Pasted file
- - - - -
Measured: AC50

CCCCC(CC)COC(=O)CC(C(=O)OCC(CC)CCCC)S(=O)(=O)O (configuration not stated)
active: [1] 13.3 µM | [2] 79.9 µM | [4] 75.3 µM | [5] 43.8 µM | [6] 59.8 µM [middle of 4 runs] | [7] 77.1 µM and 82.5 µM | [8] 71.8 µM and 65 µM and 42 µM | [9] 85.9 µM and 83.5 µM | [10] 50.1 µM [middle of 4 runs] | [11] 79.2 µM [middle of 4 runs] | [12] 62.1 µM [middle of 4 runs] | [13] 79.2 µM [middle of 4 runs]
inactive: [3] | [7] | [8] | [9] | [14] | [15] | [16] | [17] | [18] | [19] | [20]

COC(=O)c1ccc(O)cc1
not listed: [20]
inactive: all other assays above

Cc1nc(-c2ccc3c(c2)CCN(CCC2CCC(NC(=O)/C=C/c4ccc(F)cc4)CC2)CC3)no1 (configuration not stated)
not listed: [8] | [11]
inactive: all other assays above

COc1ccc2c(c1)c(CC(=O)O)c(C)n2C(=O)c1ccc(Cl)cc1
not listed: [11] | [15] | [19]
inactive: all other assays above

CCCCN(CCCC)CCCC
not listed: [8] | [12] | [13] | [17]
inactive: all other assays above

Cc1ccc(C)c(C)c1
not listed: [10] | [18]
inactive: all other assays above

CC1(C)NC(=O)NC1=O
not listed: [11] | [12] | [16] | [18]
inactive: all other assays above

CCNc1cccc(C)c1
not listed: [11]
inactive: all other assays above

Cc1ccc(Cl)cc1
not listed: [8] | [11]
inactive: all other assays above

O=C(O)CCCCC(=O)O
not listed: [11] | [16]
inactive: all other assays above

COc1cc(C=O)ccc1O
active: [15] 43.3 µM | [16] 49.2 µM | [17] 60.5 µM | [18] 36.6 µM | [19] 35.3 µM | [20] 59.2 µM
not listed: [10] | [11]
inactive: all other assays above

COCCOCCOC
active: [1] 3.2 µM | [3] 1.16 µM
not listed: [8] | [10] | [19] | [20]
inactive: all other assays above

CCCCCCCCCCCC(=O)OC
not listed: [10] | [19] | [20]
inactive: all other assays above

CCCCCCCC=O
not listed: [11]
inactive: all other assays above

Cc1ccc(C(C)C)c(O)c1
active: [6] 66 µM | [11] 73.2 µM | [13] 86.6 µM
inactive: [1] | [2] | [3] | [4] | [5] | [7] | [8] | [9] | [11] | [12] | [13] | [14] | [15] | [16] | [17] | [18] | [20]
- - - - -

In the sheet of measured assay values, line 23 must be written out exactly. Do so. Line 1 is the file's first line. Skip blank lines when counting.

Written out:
CCNc1cccc(C)c1